Here's a case where you really have to decide if the glass is half-full or half-empty. In a survey performed by LinkedIn and Harris Interactive (and reported by eMarketer), when asked about the effectiveness of Twitter as a medium for promoting products and/or ideas, 50% of consumers rated it somewhat or very effective, while the other half rated it either not that effective or not at all effective. The bulk of the responses were either in the somewhat effective (42%) or not that effective (31%) category. Only eight percent said it is very effective.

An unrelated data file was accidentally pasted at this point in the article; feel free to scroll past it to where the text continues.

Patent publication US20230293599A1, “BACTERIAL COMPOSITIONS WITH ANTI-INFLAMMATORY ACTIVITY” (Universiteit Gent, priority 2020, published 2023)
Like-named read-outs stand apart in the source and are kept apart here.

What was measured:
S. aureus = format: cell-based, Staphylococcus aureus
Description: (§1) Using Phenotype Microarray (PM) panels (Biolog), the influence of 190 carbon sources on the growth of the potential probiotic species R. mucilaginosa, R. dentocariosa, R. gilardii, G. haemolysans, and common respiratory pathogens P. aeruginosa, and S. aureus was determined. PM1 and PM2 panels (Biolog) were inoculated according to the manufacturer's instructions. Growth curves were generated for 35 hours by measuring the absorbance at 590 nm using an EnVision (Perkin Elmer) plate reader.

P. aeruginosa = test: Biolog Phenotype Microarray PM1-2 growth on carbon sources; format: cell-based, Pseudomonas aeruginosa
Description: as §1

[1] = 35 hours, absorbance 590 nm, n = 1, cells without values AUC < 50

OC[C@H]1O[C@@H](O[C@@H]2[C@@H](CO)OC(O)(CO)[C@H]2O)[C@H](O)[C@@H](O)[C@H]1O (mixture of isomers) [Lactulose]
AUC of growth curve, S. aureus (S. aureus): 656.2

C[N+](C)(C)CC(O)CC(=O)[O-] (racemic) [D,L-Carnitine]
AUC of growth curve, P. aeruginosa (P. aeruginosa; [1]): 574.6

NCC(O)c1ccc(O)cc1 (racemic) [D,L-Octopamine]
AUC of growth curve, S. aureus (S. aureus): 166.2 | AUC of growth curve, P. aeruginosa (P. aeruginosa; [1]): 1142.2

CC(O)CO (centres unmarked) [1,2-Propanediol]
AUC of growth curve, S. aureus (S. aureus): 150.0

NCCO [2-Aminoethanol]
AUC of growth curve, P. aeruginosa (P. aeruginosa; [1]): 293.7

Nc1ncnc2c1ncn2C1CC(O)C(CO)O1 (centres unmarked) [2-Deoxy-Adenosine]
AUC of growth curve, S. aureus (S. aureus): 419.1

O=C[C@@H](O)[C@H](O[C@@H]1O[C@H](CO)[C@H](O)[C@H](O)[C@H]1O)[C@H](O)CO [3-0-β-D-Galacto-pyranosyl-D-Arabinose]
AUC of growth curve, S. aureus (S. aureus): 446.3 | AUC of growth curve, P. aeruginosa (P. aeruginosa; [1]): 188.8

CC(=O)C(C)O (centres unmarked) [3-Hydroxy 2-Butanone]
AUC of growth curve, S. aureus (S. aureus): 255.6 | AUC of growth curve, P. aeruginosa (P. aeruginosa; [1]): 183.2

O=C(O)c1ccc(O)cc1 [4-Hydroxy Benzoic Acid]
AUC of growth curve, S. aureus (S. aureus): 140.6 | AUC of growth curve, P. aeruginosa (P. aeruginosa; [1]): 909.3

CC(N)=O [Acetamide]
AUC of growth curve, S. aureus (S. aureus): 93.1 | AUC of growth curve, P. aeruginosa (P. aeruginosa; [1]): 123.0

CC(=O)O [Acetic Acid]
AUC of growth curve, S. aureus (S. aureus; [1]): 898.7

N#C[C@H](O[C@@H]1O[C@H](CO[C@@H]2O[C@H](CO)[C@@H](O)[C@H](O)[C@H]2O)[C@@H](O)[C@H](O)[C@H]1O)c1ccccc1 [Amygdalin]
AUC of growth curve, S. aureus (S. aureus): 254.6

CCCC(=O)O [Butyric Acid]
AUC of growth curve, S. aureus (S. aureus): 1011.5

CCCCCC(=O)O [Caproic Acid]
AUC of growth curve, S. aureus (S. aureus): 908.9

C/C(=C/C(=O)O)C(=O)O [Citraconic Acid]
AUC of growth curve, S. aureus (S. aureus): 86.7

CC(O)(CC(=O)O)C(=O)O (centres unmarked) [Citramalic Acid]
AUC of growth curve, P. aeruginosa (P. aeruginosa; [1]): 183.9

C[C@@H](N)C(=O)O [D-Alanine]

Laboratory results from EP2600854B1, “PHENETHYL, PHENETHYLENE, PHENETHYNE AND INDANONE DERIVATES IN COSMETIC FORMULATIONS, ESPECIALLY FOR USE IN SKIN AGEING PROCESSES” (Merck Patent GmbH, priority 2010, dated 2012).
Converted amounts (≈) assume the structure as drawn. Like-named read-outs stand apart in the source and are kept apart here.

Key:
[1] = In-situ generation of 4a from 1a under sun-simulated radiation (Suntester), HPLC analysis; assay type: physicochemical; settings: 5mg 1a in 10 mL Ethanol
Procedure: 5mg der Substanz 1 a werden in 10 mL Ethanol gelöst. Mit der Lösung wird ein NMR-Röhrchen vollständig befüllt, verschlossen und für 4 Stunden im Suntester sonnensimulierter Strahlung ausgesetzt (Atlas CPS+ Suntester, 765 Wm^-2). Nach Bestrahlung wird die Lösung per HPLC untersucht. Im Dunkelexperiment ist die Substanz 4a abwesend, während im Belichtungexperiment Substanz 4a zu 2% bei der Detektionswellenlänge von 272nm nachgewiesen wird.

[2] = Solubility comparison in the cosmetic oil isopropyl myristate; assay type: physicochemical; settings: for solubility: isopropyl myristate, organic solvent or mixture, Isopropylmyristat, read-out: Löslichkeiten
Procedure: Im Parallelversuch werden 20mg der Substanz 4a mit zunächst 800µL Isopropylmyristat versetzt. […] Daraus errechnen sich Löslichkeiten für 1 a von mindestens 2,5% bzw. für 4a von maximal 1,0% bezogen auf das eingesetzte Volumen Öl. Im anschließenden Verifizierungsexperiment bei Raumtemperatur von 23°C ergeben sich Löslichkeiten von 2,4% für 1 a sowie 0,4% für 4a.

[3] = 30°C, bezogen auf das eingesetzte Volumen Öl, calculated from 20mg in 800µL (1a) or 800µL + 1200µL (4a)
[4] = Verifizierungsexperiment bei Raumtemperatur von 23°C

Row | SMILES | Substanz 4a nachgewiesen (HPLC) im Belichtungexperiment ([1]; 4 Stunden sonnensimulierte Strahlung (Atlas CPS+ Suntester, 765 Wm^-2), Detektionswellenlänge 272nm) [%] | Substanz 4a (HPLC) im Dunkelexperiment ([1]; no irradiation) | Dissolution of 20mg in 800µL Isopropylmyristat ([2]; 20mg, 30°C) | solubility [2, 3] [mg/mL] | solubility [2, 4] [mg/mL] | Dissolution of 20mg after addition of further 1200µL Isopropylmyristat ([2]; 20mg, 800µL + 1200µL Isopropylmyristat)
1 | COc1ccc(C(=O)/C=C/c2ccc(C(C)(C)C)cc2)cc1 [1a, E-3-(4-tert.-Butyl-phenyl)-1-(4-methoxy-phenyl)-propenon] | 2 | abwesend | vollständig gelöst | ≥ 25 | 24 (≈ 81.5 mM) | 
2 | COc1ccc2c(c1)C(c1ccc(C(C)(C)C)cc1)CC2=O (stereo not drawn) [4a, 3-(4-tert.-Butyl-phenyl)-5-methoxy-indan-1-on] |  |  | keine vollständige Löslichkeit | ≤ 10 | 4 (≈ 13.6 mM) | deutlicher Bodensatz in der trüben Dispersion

What's interesting is that when advertisers were asked that same question, 58% were on the plus side, and only eight percent said it wasn't at all effective (versus 19% for consumers). There are two conclusions you can draw, I think.
Either the advertisers are drinking the Kool-Aid, or the consumers are being influenced without realizing it. eMarketer tends to think it's the former. Twitter is highly publicized and popular in the media, but there are doubts as to whether it has any real marketing value. Which once again begs the question: who will be paying for it down the road?
For marketers, it also says you don't need to put Twitter at the top of your focus list. Maybe keep an eye on it to see if anything changes, but it's not exactly the force it's being made out to be.